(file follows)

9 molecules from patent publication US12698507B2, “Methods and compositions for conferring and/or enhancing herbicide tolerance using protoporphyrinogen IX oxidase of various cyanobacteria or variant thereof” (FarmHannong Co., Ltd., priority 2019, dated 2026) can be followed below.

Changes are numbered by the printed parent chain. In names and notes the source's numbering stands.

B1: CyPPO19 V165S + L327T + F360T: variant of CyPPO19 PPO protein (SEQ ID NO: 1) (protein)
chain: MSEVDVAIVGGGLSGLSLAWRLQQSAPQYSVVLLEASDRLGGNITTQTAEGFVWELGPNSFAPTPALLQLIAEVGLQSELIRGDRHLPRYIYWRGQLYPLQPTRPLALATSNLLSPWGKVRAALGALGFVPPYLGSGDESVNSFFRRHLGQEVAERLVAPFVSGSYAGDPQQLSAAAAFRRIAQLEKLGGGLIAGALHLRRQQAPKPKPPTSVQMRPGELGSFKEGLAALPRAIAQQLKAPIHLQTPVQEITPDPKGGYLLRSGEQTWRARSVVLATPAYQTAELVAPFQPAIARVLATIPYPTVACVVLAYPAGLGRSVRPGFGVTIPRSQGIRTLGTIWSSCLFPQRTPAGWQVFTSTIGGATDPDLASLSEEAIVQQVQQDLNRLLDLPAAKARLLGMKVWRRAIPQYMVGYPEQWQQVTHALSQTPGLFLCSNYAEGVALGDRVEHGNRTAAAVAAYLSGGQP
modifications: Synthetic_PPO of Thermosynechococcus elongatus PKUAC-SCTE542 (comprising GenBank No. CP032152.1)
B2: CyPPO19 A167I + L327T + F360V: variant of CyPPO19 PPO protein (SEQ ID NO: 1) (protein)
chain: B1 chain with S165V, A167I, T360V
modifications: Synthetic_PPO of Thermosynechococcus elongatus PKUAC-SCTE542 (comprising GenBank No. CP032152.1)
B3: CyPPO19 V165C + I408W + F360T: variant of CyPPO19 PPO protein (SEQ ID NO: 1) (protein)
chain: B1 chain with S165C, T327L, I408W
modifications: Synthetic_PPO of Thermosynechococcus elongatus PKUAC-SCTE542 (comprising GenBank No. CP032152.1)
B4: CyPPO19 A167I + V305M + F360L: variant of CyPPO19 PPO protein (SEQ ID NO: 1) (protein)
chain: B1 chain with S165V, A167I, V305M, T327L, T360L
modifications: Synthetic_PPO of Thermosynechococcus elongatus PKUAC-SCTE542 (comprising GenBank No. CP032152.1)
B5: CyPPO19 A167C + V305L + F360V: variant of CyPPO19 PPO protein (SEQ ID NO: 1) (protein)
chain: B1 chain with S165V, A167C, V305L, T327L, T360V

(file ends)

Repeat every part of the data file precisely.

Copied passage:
9 molecules from patent publication US12698507B2, “Methods and compositions for conferring and/or enhancing herbicide tolerance using protoporphyrinogen IX oxidase of various cyanobacteria or variant thereof” (FarmHannong Co., Ltd., priority 2019, dated 2026) can be followed below.

Changes are numbered by the printed parent chain. In names and notes the source's numbering stands.

B1: CyPPO19 V165S + L327T + F360T: variant of CyPPO19 PPO protein (SEQ ID NO: 1) (protein)
chain: MSEVDVAIVGGGLSGLSLAWRLQQSAPQYSVVLLEASDRLGGNITTQTAEGFVWELGPNSFAPTPALLQLIAEVGLQSELIRGDRHLPRYIYWRGQLYPLQPTRPLALATSNLLSPWGKVRAALGALGFVPPYLGSGDESVNSFFRRHLGQEVAERLVAPFVSGSYAGDPQQLSAAAAFRRIAQLEKLGGGLIAGALHLRRQQAPKPKPPTSVQMRPGELGSFKEGLAALPRAIAQQLKAPIHLQTPVQEITPDPKGGYLLRSGEQTWRARSVVLATPAYQTAELVAPFQPAIARVLATIPYPTVACVVLAYPAGLGRSVRPGFGVTIPRSQGIRTLGTIWSSCLFPQRTPAGWQVFTSTIGGATDPDLASLSEEAIVQQVQQDLNRLLDLPAAKARLLGMKVWRRAIPQYMVGYPEQWQQVTHALSQTPGLFLCSNYAEGVALGDRVEHGNRTAAAVAAYLSGGQP
modifications: Synthetic_PPO of Thermosynechococcus elongatus PKUAC-SCTE542 (comprising GenBank No. CP032152.1)
B2: CyPPO19 A167I + L327T + F360V: variant of CyPPO19 PPO protein (SEQ ID NO: 1) (protein)
chain: B1 chain with S165V, A167I, T360V
modifications: Synthetic_PPO of Thermosynechococcus elongatus PKUAC-SCTE542 (comprising GenBank No. CP032152.1)
B3: CyPPO19 V165C + I408W + F360T: variant of CyPPO19 PPO protein (SEQ ID NO: 1) (protein)
chain: B1 chain with S165C, T327L, I408W
modifications: Synthetic_PPO of Thermosynechococcus elongatus PKUAC-SCTE542 (comprising GenBank No. CP032152.1)
B4: CyPPO19 A167I + V305M + F360L: variant of CyPPO19 PPO protein (SEQ ID NO: 1) (protein)
chain: B1 chain with S165V, A167I, V305M, T327L, T360L
modifications: Synthetic_PPO of Thermosynechococcus elongatus PKUAC-SCTE542 (comprising GenBank No. CP032152.1)
B5: CyPPO19 A167C + V305L + F360V: variant of CyPPO19 PPO protein (SEQ ID NO: 1) (protein)
chain: B1 chain with S165V, A167C, V305L, T327L, T360V